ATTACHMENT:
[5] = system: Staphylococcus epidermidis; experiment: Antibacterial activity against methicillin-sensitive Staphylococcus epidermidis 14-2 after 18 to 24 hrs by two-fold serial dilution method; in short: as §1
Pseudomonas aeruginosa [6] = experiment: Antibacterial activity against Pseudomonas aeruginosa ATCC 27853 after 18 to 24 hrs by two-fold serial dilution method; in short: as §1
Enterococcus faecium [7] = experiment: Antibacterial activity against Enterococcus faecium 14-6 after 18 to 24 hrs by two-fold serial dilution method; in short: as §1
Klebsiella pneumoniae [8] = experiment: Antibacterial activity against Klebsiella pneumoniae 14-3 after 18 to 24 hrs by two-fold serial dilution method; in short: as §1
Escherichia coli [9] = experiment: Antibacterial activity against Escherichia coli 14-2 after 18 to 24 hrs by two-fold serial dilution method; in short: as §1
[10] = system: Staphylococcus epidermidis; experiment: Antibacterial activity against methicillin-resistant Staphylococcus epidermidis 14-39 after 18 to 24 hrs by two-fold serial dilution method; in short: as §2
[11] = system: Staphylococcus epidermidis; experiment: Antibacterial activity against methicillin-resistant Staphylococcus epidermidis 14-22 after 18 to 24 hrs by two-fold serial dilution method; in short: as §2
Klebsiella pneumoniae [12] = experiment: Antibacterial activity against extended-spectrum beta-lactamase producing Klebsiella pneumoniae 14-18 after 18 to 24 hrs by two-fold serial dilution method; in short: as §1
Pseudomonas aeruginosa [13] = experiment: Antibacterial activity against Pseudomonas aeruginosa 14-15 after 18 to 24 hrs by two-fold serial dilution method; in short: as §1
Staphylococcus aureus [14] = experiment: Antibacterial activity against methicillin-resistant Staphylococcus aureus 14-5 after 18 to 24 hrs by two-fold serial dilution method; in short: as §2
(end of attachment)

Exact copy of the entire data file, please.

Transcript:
[5] = system: Staphylococcus epidermidis; experiment: Antibacterial activity against methicillin-sensitive Staphylococcus epidermidis 14-2 after 18 to 24 hrs by two-fold serial dilution method; in short: as §1
Pseudomonas aeruginosa [6] = experiment: Antibacterial activity against Pseudomonas aeruginosa ATCC 27853 after 18 to 24 hrs by two-fold serial dilution method; in short: as §1
Enterococcus faecium [7] = experiment: Antibacterial activity against Enterococcus faecium 14-6 after 18 to 24 hrs by two-fold serial dilution method; in short: as §1
Klebsiella pneumoniae [8] = experiment: Antibacterial activity against Klebsiella pneumoniae 14-3 after 18 to 24 hrs by two-fold serial dilution method; in short: as §1
Escherichia coli [9] = experiment: Antibacterial activity against Escherichia coli 14-2 after 18 to 24 hrs by two-fold serial dilution method; in short: as §1
[10] = system: Staphylococcus epidermidis; experiment: Antibacterial activity against methicillin-resistant Staphylococcus epidermidis 14-39 after 18 to 24 hrs by two-fold serial dilution method; in short: as §2
[11] = system: Staphylococcus epidermidis; experiment: Antibacterial activity against methicillin-resistant Staphylococcus epidermidis 14-22 after 18 to 24 hrs by two-fold serial dilution method; in short: as §2
Klebsiella pneumoniae [12] = experiment: Antibacterial activity against extended-spectrum beta-lactamase producing Klebsiella pneumoniae 14-18 after 18 to 24 hrs by two-fold serial dilution method; in short: as §1
Pseudomonas aeruginosa [13] = experiment: Antibacterial activity against Pseudomonas aeruginosa 14-15 after 18 to 24 hrs by two-fold serial dilution method; in short: as §1
Staphylococcus aureus [14] = experiment: Antibacterial activity against methicillin-resistant Staphylococcus aureus 14-5 after 18 to 24 hrs by two-fold serial dilution method; in short: as §2